• Level of Seniority: Entry, middle-management, executive, etc.

How to Use Fit Data Effectively

  • Segmentation: Divide your audience based on Fit data to craft more targeted and relevant messaging.
  • Personalization: Integrate fit data with behavioral and intent data to create hyper-personalized outreach campaigns.
  • Sales Alignment: Share Fit data insights with your sales team to help them prioritize and tailor their pitches.
  • Competitive Analysis: Use technographic data to understand your competitors' market penetration and strategize accordingly.
  • Content Strategy: Use psychographic and role-based data to create content that addresses specific pain points and objectives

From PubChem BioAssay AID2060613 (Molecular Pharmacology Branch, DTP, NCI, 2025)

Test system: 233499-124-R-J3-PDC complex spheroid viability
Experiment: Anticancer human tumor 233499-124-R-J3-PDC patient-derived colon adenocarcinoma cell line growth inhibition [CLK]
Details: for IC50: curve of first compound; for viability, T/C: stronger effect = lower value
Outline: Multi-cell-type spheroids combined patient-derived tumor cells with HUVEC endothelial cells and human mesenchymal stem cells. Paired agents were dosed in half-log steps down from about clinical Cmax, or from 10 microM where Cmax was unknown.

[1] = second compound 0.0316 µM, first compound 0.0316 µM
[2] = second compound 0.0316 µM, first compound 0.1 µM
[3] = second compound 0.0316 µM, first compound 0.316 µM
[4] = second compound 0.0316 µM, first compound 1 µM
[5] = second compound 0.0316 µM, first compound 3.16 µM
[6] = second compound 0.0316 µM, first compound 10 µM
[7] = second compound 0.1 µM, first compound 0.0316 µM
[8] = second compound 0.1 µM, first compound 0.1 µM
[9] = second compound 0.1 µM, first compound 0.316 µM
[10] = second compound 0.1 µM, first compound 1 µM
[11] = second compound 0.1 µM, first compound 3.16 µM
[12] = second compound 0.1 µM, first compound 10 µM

Tips  : You can find all information on professional social network like LinkedIn, Wappalyzer, or job board like indeed. You can connect LeverGrow to centralize all sources in your CRM.

LeverGrow collect buying signals in one place

Context Data: The Surrounding Circumstances

If intent data is the "what" and Fit data is the "who," then context data is the "why" and "how." Context data encompasses all additional circumstances or behaviors that offer added insights into a prospect's needs or situation.

 For instance:

  • Buying Seasonality: Are there particular times of the year when they are more likely to buy?
  • Organizational Changes: Mergers, acquisitions, fundraising or leadership changes can all act as triggers for purchasing decisions.
  • Employees lay-off or hiring growth : do they have many open positions ?

Context data provides you with the bigger picture, enabling a more consultative and tailored approach to sales. CRM platforms can be helpful in aggregating such data points over time.

Opportunity Data: The Right Time and Place